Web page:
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contract red flagsNo one likes to feel like they've been taken for a ride - especially in business and when your valuable time and money are at stake. So what are some common "red flags" in a business transaction or contract? Here are the most common contract red flags:

  1. Poor formatting and bad writing. You don't need even need to read a contract sometimes to know it's something you should run away from. Unfortunately, we've even seen some bad contracts come from other attorneys. The spacing is off, you can barely read the contract, and there is a lack of standard formatting. This indicates that a person who has no contract experience wrote the contract, or an attorney who is not well versed in contracts wrote it. This also raises the question of "if these people can't get a contract done right, what else is wrong, and do I want to do business with them?"
  2. Length of the Contract. The length of the contract will, of course, be different for different types of transactions, but when the length is totally off, it's a red flag. Are you entering into a 6-figure deal with a 3-page contract? Red flag. A

How to Buy a Business

buying a businessWhat are the steps of buying a business? Do you just exchange money and sign a few documents? How do you know if you should buy a particular business? How many questions do you get to ask about a business for buying as a buyer? If you are asking these questions, this article is for you.

First Things, First: Initial Discussions

The initial stage of buying a business is pretty informal. The buyer and seller will talk about the viability of the deal, gauge the interest of the other parties, and the seller may even provide financial information. During this phase, the seller may ask the buyer to sign a non-disclosure agreement (NDA) if the seller is sharing sensitive information with the buyer, especially if that information is related to finances. If the seller is represented by a business broker, then the broker may help the discussions and act as an intermediary between the buyer and seller. Valuation of the business also often happens during this stage. The seller will provide its EBIDTA and the buyer will take this information to her accountant to see if the financial calculation adds up. Based on the numbers, the buyer and seller will agree on a tentative purchase price.

Next: The Letter of Intent (LOI)

Once the buyer and seller both see that the transaction is beneficial for both of them and they are serious, the buyer will present a ...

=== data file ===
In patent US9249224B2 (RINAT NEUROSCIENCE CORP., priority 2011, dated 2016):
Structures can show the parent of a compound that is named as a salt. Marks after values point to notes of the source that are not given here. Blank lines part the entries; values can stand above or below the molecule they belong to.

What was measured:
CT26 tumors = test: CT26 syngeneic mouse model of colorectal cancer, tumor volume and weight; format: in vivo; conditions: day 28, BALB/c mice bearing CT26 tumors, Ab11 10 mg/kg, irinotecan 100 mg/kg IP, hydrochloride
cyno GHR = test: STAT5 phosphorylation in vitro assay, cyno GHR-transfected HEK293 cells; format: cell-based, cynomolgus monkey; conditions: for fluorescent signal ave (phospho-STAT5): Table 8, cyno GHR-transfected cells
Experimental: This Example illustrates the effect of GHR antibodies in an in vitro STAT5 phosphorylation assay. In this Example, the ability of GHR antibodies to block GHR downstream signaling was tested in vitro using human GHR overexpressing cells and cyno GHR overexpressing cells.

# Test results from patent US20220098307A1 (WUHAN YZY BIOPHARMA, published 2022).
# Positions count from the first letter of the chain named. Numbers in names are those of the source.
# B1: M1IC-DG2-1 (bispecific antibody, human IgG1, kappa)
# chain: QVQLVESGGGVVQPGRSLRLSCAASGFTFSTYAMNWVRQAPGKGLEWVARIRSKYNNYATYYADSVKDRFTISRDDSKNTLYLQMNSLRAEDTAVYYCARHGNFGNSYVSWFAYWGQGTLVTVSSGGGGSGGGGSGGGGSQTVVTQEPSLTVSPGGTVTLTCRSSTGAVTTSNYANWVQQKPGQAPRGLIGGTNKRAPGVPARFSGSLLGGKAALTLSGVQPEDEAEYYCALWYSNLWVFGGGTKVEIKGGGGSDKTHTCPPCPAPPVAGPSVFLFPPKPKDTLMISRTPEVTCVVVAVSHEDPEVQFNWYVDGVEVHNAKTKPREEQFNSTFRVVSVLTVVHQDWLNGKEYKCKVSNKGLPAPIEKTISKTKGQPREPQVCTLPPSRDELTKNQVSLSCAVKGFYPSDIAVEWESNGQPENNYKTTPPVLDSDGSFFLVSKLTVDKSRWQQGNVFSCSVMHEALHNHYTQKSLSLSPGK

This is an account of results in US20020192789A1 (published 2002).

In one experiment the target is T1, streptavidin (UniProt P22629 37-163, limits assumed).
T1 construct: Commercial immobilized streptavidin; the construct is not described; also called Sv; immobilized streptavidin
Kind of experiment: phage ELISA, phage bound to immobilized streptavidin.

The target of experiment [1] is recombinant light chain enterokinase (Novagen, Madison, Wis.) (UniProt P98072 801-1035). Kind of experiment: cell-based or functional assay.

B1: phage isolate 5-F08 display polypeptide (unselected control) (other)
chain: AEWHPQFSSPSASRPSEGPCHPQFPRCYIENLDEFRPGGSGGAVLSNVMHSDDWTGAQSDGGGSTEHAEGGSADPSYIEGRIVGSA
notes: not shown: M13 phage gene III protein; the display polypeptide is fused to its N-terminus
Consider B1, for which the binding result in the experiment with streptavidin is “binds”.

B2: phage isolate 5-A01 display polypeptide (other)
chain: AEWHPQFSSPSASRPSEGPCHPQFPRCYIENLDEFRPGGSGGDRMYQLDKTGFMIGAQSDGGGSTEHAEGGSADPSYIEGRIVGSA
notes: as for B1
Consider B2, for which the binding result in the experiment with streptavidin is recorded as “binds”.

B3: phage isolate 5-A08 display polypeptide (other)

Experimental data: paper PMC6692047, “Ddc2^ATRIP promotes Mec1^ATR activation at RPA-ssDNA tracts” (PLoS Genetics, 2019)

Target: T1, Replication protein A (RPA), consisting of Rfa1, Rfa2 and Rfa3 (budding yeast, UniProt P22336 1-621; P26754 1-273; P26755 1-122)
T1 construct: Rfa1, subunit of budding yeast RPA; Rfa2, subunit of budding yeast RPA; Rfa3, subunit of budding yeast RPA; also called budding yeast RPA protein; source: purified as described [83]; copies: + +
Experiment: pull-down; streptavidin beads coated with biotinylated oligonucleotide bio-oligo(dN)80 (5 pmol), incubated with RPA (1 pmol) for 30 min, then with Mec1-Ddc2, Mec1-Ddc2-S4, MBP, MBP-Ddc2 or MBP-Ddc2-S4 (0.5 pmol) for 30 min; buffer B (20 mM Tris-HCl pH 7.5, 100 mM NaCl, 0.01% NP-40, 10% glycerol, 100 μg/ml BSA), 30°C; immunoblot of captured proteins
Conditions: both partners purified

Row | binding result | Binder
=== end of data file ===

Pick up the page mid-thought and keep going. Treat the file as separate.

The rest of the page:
franchise People who buy into franchises often buy more than one so they can have more businesses and make more money. Franchise buyers are often entrepreneurially-minded and want to grow their book of business (meaning their book of franchises). The nice thing about franchising is that all the rules, systems, and recipes (if food related) are handed down to the franchisee. All the franchisee has to do is follow those. Once the franchisee has one in place and that franchise is successful, it's relatively easy to replicate this once the franchisee has the hang of running the business.

So this raises the question - can you own more than one franchise?

Like all good legal answers, the answer is "it depends." Generally, there are no laws that prohibit owning more than one franchise, so the answer is in the franchise agreement. Franchise agreements often have restrictions on what other type of business a franchisee can own. Sometimes those restrictions are way too broad or overly restrictive which could mean that you would be violating the franchise agreement. You would want to negotiate those terms to be in line with your future goals. Other possible terms in the franchise agreement that could affect your ability to open more than one franchise are geographic restrictions. Sometimes franchisors prohibit the franchisee from doing business in certain territories so you want to make sure those terms are in line with your future goals. Need ...

letter of intentWhat is an LOI?

We get a lot of people and business owners coming to our office asking if they should sign a "letter of intent". Many people and business owners mistakenly think they can sign the letter of intent (LOI) without any risk. Because LOIs are meant to be not binding, it is easy to mistakenly believe that they can just sign it and all is well. This is not true. First, what exactly is a letter of intent (LOI)?? LOIs are used in different situations such as when someone wants to buy a business, give a job offer, or sign a lease agreement. LOIs are meant to contain the basic agreed-upon terms that eventually make their way into the contract. People and businesses sign LOIs typically when they are negotiating terms of a transaction but may need to do more research, such as going through due diligence when buying a business. But signing the LOI indicates to both sides that they are serious and not wasting each other's time. They may also contain confidentiality clauses or a "no-shop" clause in the case of when a seller is trying to sell the business. A "no-shop" clause is when a seller of a business promises not to accept any other offers from buyers while the buyer is doing its due diligence as to the seller's business.

So what's the problem with just signing an LOI "because